A third significant risk is the undermining of property rights and even the rule of law. Increasingly regulation is retrospective and often looks arbitrary as HMG scrambles for short term political fix over long term strategic advantage. While the UK has not been alone in sanctioning sovereign assets this will not go unnoticed globally and will undoubtedly undermine confidence in the sanctity of property rights. This may, or may not, have been politically justified but the net effect is to strengthen Asian and other emerging markets over Western ones. There has been no debate about the wisdom of this. A restatement of a commitment to property rights would be helpful.
Equally, endless tangential regulation from woke directives, to net zero interference with free market decisions, also come with a very high price. We are moving a long way from free markets as Environmental, Social and Governance (ESG) takes centre stage, literally, over economic imperative.
Our economy and that of most western nations is more challenged than at any time since the 1970’s – continually weakened by expedient and short term policy response. Monetary extremism and near zero interest rates, massive and largely unproductive government fiscal spending, heavy touch regulation and net zero, lockdown and now sanctioning Russia have seriously undermined the very foundations of Western economies. The City has weathered this well so far and certainly done rather better than our EU rivals confounding our Remainer friends, but if this is to continue we need to break the mould.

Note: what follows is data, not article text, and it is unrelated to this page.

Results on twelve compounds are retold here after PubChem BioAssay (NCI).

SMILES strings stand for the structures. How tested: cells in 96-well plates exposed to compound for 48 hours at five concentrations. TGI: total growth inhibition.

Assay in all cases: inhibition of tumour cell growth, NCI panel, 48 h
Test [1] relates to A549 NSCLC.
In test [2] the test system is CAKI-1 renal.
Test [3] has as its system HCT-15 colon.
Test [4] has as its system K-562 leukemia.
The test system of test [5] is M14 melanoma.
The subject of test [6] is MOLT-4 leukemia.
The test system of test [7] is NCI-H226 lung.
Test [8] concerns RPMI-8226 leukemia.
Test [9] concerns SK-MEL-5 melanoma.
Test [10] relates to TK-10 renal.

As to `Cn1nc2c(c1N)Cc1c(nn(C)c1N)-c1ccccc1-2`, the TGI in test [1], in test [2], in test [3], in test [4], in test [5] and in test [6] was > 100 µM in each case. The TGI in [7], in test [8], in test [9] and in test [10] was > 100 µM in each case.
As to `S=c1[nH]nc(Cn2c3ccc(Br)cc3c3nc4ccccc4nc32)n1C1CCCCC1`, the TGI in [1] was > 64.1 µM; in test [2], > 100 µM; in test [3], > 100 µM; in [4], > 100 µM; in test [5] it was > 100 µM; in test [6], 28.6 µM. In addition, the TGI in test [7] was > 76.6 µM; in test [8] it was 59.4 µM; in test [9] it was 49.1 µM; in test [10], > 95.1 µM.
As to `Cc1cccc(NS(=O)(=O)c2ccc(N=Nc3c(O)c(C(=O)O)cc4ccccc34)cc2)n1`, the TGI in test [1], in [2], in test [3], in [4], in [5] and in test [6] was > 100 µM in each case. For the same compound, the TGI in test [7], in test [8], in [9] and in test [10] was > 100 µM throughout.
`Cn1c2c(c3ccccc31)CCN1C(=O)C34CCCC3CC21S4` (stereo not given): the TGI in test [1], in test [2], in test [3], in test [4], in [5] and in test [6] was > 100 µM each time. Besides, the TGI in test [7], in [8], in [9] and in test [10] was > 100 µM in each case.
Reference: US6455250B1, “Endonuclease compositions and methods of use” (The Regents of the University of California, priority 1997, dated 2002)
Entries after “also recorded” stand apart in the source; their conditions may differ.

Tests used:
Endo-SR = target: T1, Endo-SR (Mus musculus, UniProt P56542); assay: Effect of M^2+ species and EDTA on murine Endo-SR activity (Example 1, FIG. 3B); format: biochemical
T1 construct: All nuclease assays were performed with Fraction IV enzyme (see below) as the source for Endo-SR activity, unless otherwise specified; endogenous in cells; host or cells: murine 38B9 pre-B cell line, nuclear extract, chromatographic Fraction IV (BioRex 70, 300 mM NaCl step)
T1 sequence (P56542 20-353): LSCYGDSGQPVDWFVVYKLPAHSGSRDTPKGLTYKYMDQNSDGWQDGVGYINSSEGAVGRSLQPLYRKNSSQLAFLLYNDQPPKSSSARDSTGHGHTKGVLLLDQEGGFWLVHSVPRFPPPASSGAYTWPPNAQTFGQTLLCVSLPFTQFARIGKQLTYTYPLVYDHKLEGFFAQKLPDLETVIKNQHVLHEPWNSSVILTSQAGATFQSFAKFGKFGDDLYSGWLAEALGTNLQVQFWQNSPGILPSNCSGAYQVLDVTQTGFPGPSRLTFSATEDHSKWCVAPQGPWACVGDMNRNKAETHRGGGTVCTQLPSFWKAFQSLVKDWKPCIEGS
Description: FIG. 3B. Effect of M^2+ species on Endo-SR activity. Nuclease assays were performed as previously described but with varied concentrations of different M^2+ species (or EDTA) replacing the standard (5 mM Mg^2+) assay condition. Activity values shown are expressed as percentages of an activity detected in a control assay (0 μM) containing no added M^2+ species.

We need to strengthen the rule of law and property rights, not undermine it, we need lighter and more sensible regulation which will bolster UK comparative advantage and we urgently need to reverse these highly damaging tax increases. We need to see divergence as an opportunity, not a threat.
The City has the building blocks to be the undisputed global leader, but which politician will stand up for it?
Ewen Stewart is a City economist whose career has spanned over 30 years. He is director of Global Britain and a co-founder of Brexit-Watch.org.